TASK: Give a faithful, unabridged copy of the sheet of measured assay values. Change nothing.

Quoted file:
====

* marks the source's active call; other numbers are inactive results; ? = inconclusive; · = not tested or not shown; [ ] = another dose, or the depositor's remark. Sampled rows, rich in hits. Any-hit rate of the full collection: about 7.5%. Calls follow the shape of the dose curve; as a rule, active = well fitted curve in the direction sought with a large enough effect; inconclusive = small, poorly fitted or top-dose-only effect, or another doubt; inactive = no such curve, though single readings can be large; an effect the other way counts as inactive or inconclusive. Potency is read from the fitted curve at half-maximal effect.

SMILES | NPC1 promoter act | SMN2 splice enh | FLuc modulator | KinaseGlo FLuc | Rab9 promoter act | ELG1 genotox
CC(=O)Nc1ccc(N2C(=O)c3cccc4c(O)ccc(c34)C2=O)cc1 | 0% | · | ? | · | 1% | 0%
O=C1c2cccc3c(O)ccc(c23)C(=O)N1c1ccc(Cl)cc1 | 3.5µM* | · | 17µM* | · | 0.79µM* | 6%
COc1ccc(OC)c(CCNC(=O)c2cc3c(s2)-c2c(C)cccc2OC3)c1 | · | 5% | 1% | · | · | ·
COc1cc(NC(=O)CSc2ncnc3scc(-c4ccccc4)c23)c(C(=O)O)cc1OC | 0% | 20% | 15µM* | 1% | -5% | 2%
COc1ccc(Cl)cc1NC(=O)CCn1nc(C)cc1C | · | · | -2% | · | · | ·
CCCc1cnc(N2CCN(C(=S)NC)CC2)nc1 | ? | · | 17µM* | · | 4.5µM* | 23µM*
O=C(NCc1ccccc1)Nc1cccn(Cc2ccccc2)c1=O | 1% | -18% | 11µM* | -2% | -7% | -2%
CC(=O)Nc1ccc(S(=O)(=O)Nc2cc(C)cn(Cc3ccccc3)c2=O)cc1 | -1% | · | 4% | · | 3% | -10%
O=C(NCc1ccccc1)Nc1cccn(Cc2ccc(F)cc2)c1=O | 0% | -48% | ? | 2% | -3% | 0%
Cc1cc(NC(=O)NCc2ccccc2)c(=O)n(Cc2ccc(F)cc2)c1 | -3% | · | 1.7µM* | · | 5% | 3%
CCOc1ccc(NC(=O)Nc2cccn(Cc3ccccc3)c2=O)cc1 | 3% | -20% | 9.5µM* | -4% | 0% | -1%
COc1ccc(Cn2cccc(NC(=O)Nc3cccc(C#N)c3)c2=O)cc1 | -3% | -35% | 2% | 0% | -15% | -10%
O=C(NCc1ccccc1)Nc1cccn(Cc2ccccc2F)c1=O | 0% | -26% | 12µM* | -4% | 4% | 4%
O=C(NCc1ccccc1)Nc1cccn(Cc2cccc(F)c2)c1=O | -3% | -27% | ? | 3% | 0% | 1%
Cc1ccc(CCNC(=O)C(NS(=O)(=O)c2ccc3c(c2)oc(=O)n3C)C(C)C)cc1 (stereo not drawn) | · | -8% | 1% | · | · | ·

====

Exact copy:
* marks the source's active call; other numbers are inactive results; ? = inconclusive; · = not tested or not shown; [ ] = another dose, or the depositor's remark. Sampled rows, rich in hits. Any-hit rate of the full collection: about 7.5%. Calls follow the shape of the dose curve; as a rule, active = well fitted curve in the direction sought with a large enough effect; inconclusive = small, poorly fitted or top-dose-only effect, or another doubt; inactive = no such curve, though single readings can be large; an effect the other way counts as inactive or inconclusive. Potency is read from the fitted curve at half-maximal effect.

SMILES | NPC1 promoter act | SMN2 splice enh | FLuc modulator | KinaseGlo FLuc | Rab9 promoter act | ELG1 genotox
CC(=O)Nc1ccc(N2C(=O)c3cccc4c(O)ccc(c34)C2=O)cc1 | 0% | · | ? | · | 1% | 0%
O=C1c2cccc3c(O)ccc(c23)C(=O)N1c1ccc(Cl)cc1 | 3.5µM* | · | 17µM* | · | 0.79µM* | 6%
COc1ccc(OC)c(CCNC(=O)c2cc3c(s2)-c2c(C)cccc2OC3)c1 | · | 5% | 1% | · | · | ·
COc1cc(NC(=O)CSc2ncnc3scc(-c4ccccc4)c23)c(C(=O)O)cc1OC | 0% | 20% | 15µM* | 1% | -5% | 2%
COc1ccc(Cl)cc1NC(=O)CCn1nc(C)cc1C | · | · | -2% | · | · | ·
CCCc1cnc(N2CCN(C(=S)NC)CC2)nc1 | ? | · | 17µM* | · | 4.5µM* | 23µM*
O=C(NCc1ccccc1)Nc1cccn(Cc2ccccc2)c1=O | 1% | -18% | 11µM* | -2% | -7% | -2%
CC(=O)Nc1ccc(S(=O)(=O)Nc2cc(C)cn(Cc3ccccc3)c2=O)cc1 | -1% | · | 4% | · | 3% | -10%
O=C(NCc1ccccc1)Nc1cccn(Cc2ccc(F)cc2)c1=O | 0% | -48% | ? | 2% | -3% | 0%
Cc1cc(NC(=O)NCc2ccccc2)c(=O)n(Cc2ccc(F)cc2)c1 | -3% | · | 1.7µM* | · | 5% | 3%
CCOc1ccc(NC(=O)Nc2cccn(Cc3ccccc3)c2=O)cc1 | 3% | -20% | 9.5µM* | -4% | 0% | -1%
COc1ccc(Cn2cccc(NC(=O)Nc3cccc(C#N)c3)c2=O)cc1 | -3% | -35% | 2% | 0% | -15% | -10%
O=C(NCc1ccccc1)Nc1cccn(Cc2ccccc2F)c1=O | 0% | -26% | 12µM* | -4% | 4% | 4%
O=C(NCc1ccccc1)Nc1cccn(Cc2cccc(F)c2)c1=O | -3% | -27% | ? | 3% | 0% | 1%
Cc1ccc(CCNC(=O)C(NS(=O)(=O)c2ccc3c(c2)oc(=O)n3C)C(C)C)cc1 (stereo not drawn) | · | -8% | 1% | · | · | ·